Some evenings ago, I stumbled upon a Battabox production in which the presenter, the amiable Odunayo quizzed Lagosians on the street about their views on sex toys. Let me quickly mention, that I think Odunayo is arguably the best presenter in Nigeria today. She has a wonderfully infectious knack of putting her interviewees at ease, and getting them to open up on awkward subjects. She does not seek to hog the limelight, and her ability not to take herself too seriously and not appear judgmental is epic. Shout out to Odunayo – Esco is a fan.
Moving on! One thing I noticed from that video was the scorn with which the use of sex toys was viewed. One of the persons who gave his opinion in the street interview was dismissive “All this sex toys, or toy sex sef…” You go wound o!
Another thing that caught my attention was this: the presenter visited a sex toy vendor, who stocked blow-up dolls, and all manners of sex toy paraphernalia, albeit with their instructions in Mandarin. It was mind-blowing that this sex toy shop was in a neighborhood that looked like Agege or Oshodi, and not in Victoria Island or Lekki as one would expect. The vendor also claimed that business was really good – the toys had been flying off the shelves.
Ah, so Nigerians engage in ‘toy sex’ in the less affluent neigbourhoods? So does this mean that the common man purchases sex toys? You know we love to pretend in this country, and many will swear with their father’s life on a cutlass that they do not engage in such.
From speaking to people, who did not use the religious sentiment all the time, here is what I was able to find:
- Sex toys help curb sexual frustration among those who are single and not in a committed relationship. Used properly and safely, it can be an antidote to promiscuity. It also helps curb runs-girlism. Not everyone can attract a partner, and they may have little choice if they do not want to engage the services of a prostitute, or gigolo. So it is either sex toys or boy toy. Sex toys are not high maintenance and only need a battery change. Boy toys want plots of land in bloody Gwarimpa or Osapa London.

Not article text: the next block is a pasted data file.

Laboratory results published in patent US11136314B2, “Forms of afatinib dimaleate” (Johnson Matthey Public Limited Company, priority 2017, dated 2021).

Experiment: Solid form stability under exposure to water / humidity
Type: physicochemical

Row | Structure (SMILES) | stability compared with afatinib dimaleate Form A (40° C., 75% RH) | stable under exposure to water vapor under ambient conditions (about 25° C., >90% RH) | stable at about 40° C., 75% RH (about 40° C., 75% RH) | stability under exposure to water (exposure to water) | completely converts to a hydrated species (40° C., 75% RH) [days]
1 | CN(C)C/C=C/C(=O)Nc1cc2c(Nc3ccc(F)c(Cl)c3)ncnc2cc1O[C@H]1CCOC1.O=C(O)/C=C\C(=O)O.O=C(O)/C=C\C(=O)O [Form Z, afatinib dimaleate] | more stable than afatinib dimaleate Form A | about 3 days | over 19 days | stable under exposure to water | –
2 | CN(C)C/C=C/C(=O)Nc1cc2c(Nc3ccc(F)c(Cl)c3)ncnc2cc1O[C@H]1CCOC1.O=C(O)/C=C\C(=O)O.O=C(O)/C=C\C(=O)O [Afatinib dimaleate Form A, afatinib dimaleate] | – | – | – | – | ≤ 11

Regarding the first point, I knew this fine lass who told me that she used a vibrator frequently to “hold her side” – as she didn’t want to be sleeping around before she got married. She was single but hopeful that she would meet someone soon. One day while she was at work, her mother found the vibrator in the closet while trying to borrow an outfit.
When she got back from work that evening, her mother and aunt were in the living room scowling and waiting for her. Her mum was seated on the floor with her wrapper lose, her hair scattered like mad scientist and her eyes bloodshot. It was obvious the mum had been wailing.
Her aunt questioned “Nkechi, so you want to finally damage your womb?”
- It is sex aid to couples who need a boost in their sex life. So Nwaolodo will not feel frustrated if Benbella her husband is unable to finish last. Benbella is able to have after sex sleep and snore as much as he likes. While Nwaolodo can orgasm on her own with the help of the toy sex. Sorry, sex toy.
- You cannot catch STDs, venereal diseases, or other yama yama diseases from using sex toys, as opposed to sexing a person. There is a qualification of course – you have to keep the toy clean. This advantage will not apply if you, er, borrowed or used another person’s toy. Ewww…